What problems still plague Carmelo Anthony and the New York Knicks?
Every team in the NBA has its flaws—every single one of them.
For a team like the New York Knicks, their problems might prove more troublesome than most.
With title aspirations and the pressure of one of the world's biggest sports markets on their shoulders, the Knicks don't have the luxury of complacency.
They need to address their flaws and do it quickly. The "real" season begins in about a month-and-a-half, and nobody likes a team full of pretenders.
So what nagging issues do the Knicks need to solve?
The NBA season is as exhilarating as it is painful.
The nicks and bruises that come with basketball are inevitable, and at times, they can prove detrimental to depth and chemistry. The Knicks are undoubtedly a veteran squad—Rasheed Wallace, Marcus Camby and Jason Kidd are all examples of guys whose better days are behind them.
Of the two aforementioned players, Camby and Wallace have been felled by injuries as of late. Although Camby might return in the Knicks' upcoming bout with the Miami Heat, his tendency for being injury prone is unfortunate for a team that needs as much depth as it can going into the postseason. Similarly, Wallace is out after having surgery to repair a foot fracture.
Although they are both older vets, their presence on the court is as valuable as it is in the locker room. Both are quality glue guys at this stage in their careers, and they can help add toughness and experience for a team that collectively needs it to keep a level head.
Facing battle-hardened units like the Miami Heat requires a certain edge that only the likes of a Camby or Wallace can bring. Although their losses don't seem significant on the stat sheet, the Knicks will miss the intangibles they provide.
Throughout the season, the likes of Raymond Felton and Carmelo Anthony were also absent at times. There's no way the Knicks can afford to have key pieces absent at the most important time of the year.
With the postseason right around the corner, this is a team that definitely needs to ensure it can withstand any more untimely injuries.
At this stage in the season, momentum means everything. Having a full squad helps sustain the good rhythm.
While it sounds like a positive term, the reality is it can be one of the biggest culprits as far as causing offensive stagnancy.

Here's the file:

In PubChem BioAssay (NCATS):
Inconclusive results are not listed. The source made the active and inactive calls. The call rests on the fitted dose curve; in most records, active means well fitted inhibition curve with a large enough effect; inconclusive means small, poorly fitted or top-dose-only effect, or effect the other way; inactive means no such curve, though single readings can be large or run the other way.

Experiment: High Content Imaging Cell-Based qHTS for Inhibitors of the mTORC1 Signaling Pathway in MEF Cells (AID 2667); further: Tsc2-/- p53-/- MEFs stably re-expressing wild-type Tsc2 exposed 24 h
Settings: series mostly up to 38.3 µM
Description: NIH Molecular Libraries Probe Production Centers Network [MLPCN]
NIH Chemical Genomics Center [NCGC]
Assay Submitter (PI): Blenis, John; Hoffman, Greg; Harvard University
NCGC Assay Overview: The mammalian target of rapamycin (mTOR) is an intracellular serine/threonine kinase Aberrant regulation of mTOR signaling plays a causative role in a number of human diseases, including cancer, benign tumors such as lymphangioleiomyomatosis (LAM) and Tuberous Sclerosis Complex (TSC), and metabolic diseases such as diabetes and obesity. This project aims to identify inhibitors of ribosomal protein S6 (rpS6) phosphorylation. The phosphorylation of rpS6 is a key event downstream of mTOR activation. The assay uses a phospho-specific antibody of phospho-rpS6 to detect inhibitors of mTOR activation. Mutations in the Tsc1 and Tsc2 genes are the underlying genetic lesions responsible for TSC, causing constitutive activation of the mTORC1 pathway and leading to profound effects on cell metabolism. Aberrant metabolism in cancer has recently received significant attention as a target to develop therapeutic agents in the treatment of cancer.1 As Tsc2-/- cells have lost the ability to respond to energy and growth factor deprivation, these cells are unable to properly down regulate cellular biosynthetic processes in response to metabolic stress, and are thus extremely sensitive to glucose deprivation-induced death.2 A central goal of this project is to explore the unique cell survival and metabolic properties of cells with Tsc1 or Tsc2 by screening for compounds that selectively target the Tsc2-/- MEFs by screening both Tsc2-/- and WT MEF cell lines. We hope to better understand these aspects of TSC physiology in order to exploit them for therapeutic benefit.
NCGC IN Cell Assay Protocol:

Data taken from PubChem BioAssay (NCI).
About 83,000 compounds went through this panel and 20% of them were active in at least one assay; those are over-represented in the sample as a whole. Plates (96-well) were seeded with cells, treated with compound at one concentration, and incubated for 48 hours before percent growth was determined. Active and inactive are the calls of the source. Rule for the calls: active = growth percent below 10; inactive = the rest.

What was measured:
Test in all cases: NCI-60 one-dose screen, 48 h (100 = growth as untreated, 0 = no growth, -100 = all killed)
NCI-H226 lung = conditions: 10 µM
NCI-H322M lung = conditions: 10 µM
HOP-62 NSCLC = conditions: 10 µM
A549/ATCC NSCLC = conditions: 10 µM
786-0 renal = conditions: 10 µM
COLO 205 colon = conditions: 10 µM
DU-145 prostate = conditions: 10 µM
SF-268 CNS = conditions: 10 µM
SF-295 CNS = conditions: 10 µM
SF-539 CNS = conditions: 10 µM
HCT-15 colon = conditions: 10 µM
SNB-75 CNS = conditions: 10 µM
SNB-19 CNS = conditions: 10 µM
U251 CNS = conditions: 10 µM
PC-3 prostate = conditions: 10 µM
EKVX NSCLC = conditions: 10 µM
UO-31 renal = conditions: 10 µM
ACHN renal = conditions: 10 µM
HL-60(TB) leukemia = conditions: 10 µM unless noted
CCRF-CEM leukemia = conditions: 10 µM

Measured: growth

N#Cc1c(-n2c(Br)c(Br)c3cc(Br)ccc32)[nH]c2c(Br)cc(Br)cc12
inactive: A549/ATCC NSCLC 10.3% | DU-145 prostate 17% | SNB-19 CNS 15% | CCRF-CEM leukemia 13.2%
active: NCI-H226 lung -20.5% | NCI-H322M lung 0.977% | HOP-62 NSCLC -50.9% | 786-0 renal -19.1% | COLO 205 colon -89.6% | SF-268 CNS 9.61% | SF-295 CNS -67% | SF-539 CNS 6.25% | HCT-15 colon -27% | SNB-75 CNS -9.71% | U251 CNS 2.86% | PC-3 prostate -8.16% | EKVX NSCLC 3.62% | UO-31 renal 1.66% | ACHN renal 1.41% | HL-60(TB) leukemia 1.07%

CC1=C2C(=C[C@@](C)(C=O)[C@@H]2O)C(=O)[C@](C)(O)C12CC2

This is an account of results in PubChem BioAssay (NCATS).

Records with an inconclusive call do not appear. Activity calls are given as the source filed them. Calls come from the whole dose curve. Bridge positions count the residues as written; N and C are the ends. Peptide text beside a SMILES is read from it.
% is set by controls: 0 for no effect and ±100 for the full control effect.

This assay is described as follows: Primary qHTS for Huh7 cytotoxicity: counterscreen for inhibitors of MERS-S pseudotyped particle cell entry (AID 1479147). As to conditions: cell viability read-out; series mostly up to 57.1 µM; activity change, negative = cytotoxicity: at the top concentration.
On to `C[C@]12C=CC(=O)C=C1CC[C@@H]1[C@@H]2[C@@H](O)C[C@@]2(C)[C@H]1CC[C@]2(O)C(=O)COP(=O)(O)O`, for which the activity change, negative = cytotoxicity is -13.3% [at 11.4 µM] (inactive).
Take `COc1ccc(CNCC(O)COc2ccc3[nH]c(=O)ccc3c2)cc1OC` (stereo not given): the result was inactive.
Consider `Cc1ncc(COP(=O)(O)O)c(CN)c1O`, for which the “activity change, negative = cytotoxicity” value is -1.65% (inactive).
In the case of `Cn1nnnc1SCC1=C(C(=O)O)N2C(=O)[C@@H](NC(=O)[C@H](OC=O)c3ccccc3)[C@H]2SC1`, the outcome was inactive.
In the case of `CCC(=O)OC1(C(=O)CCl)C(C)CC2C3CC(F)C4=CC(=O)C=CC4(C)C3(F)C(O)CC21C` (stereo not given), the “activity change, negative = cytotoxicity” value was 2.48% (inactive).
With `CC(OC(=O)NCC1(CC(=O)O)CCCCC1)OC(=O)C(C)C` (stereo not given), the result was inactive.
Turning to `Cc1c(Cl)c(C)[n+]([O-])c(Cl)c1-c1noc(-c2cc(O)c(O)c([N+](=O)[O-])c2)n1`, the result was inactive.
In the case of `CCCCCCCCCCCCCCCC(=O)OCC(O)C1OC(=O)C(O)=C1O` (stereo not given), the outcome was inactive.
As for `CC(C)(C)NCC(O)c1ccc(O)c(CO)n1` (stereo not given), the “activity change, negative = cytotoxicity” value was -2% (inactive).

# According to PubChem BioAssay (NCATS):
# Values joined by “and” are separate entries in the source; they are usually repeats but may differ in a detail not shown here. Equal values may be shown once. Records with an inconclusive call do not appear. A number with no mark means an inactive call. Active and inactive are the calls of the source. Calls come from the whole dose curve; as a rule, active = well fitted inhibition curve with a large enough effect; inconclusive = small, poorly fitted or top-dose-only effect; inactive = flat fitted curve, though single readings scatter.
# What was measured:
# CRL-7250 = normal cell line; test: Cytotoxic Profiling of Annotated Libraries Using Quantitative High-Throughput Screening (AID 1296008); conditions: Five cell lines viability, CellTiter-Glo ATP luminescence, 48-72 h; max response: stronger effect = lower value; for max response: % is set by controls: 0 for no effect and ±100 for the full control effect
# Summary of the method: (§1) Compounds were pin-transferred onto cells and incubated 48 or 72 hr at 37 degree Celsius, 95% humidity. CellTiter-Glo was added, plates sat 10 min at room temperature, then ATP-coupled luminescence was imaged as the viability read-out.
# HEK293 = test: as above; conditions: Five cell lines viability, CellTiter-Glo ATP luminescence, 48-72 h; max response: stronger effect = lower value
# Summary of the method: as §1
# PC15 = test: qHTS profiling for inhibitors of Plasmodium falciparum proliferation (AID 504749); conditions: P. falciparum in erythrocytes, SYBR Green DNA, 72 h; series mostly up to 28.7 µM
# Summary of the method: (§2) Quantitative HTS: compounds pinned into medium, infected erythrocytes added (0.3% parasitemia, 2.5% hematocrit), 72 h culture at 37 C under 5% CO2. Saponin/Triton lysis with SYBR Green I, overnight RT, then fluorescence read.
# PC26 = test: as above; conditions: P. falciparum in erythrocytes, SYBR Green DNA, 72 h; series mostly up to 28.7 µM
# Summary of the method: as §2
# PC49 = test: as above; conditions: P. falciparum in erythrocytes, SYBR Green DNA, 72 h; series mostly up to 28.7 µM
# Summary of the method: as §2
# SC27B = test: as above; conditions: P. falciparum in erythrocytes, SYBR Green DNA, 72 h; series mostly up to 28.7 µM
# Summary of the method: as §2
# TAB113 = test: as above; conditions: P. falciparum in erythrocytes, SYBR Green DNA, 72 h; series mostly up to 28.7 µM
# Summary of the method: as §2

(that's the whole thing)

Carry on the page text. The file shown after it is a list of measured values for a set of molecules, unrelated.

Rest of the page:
Carmelo is arguably one of the game's most versatile scorers. His deadly combination of mobility, strength and shooting touch make him virtually unguardable. Considering his incredible scoring prowess, it's no surprise he's looking to get his shots and get a lot of them.
When Melo catches on the wing or off a post up, he isn't passing, he's looking to shoot. While this type of offense works at times for New York, other times it doesn't. In close situations when the team trails, the pressure of Carmelo or another gunner-type player like JR Smith to generate quick offense is even greater.
As a result, when misses pile up and no one snatches rebounds, stagnancy generates. One man attempting to outscore the opposing team rarely works in the long run, and it's the type of offense the Knicks need to avoid. Some of the best possessions the Knicks get are pick-and-roll looks. These possessions, in effect, are triple threats for opposing defenses.
Will they get a Felton pullup if they go under the screen, will Chandler catch a lob or will the denial allow a man in the corner to get free? Of course, these possessions don't work with 100 percent efficiency either.
This is basketball, it's about maximizing your opportunities when you can.
The Knicks were at their best early on in the season when they shared the ball and played with movement. If they get in the habit of running too many isos, it will perpetuate their unfortunate penchant for stagnant possessions.
For their sake, they're lucky these problems can be easily fixed. They just need to take what the defense gives them. Of course, they have to be willing passers. Thankfully, most tend to be despite often looking to score first.
Statistically, the Knicks aren't a "bad" defensive team. In a nutshell, the Knicks usually do their work by limiting teams to single possessions and being tough in the paint.